It's the thought that counts.

It’s the thought that counts.

But in all seriousness, although it may seem like a lot Hawaii residents see the military as a nuisance, there are some who are proud of our servicemembers. One of my favorite moments from my time there was when an elderly lady approached me, a young Naval Flight Officer at the time, and asked if she could shake my hand. It made her happy to see young people find success, she’d told me, because it gave her hope that her own grandkids could similarly find a way to make something of their lives. I’ve seen from my family members who spent their whole lives in Hawaii that it can be easy to fall into the rut of “grow up – go to school – move back home and sit around.” Lather, rinse, repeat for generations. I’ve met people who have never left the island, not even to go to Kauai or Maui! The military can give people a chance to break that rut. I know I’ve been able accomplish life goals and visit places I never thought I’d see, and despite my unhappiness at being forced back to Hawaii for the last two years of my career, I will always be grateful to the Navy for the opportunities it’s given me.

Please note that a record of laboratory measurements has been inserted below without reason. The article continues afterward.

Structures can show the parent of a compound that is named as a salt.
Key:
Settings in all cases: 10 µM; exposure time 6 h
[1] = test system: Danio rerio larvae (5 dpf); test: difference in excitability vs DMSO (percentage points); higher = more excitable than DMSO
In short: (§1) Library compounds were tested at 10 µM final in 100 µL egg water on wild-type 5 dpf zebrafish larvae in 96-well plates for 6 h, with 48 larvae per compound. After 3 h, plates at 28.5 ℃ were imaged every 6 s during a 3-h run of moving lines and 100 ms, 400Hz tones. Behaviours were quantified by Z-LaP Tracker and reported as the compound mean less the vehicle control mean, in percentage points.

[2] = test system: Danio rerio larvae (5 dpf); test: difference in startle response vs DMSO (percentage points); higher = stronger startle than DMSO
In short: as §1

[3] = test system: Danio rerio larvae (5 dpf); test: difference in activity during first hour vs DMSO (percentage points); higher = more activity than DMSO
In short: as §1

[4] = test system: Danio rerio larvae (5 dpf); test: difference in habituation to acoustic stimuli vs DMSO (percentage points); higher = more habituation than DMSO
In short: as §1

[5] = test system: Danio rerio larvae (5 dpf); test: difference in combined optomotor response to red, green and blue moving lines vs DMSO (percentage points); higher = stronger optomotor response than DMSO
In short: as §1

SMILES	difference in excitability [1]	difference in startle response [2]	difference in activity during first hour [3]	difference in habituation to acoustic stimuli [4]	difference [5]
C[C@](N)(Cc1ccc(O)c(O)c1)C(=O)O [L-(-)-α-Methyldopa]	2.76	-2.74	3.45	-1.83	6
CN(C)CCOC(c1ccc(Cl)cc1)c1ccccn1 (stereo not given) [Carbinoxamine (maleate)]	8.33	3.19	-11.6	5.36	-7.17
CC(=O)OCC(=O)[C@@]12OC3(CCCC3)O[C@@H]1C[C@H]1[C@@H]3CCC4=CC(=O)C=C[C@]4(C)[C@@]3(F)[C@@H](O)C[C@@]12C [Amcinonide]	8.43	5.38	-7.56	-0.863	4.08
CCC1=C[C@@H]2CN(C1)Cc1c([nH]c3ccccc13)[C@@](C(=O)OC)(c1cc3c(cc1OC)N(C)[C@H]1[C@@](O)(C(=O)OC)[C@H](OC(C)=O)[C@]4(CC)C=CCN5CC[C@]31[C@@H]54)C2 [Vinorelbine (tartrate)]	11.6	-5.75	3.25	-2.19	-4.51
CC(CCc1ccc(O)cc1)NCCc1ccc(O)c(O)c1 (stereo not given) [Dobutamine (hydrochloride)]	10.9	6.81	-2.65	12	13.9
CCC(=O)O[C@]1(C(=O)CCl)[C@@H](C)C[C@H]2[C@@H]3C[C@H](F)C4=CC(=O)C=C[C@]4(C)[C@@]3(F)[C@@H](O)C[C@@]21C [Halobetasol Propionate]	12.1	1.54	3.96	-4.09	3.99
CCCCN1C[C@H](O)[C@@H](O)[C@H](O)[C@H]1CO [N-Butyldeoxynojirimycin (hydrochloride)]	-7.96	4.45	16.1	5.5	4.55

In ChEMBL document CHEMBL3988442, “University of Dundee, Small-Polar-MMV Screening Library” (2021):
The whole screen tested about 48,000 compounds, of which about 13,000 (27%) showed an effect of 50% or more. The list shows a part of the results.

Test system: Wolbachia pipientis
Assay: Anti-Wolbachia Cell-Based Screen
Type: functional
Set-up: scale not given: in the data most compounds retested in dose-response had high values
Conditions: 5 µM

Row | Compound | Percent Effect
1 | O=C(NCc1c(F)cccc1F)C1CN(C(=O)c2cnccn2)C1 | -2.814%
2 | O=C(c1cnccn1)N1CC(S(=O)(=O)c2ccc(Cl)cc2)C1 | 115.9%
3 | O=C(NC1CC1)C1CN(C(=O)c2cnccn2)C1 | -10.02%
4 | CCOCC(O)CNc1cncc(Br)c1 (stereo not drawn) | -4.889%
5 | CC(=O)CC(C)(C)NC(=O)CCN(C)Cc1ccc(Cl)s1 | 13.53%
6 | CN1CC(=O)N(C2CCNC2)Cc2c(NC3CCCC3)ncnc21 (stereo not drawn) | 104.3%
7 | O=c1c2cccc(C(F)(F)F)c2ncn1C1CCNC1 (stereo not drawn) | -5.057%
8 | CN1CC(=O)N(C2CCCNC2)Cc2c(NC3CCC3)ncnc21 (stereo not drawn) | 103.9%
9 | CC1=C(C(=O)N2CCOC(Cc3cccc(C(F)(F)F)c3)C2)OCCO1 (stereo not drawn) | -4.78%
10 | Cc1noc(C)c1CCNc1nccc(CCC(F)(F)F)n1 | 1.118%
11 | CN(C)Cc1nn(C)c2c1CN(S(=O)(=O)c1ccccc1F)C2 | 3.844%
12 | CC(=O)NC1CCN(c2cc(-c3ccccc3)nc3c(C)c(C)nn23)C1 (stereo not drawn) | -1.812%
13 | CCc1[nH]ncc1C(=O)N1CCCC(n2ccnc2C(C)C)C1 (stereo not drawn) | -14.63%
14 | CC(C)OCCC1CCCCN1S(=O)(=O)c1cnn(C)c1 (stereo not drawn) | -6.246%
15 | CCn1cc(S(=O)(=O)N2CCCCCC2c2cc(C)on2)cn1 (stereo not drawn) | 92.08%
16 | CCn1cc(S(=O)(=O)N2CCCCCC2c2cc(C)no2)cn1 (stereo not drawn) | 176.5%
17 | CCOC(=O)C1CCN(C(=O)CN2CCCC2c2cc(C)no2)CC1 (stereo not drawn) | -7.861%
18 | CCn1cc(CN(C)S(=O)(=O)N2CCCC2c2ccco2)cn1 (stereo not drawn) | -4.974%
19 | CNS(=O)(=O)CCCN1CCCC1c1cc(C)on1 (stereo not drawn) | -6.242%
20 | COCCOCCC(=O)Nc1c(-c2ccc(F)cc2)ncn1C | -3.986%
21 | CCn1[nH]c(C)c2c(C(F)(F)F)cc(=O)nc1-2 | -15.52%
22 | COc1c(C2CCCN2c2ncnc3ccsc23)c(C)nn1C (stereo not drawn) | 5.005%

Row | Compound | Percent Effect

That said, those opportunities don’t come without a price. If it were easy, everyone would be signing up! It’s hard being in the military and you have to sacrifice a lot in the name of being a part of something greater than yourself. So for those of you who have served, and those who continue to serve our country, I cannot thank you enough. Happy Veterans Day, and stay safe out there.

Past and present: the USS Arizona with the USS Ronald Reagan in the background

Past and present: the USS Arizona with the USS Ronald Reagan in the background. Taken this summer during RIMPAC 2014.

From the Veterans Day parade in NYC. (Photo credit: Gianna Piccolo)

Cute picture from the Veterans Day parade in NYC. (Photo credit: Gianna Piccolo)

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Escape from Honolulu!

So I’ve been dreading logging into wordpress after such a long absence, to talk to what few readers (if any) might still be around. I have no excuse other than that life got crazy for a couple of months… okay, it got completely uprooted, and in fact I’m going to have to change the scope of my blog since I am no longer in Hawaii!

Hell yeah!

Hell yeah!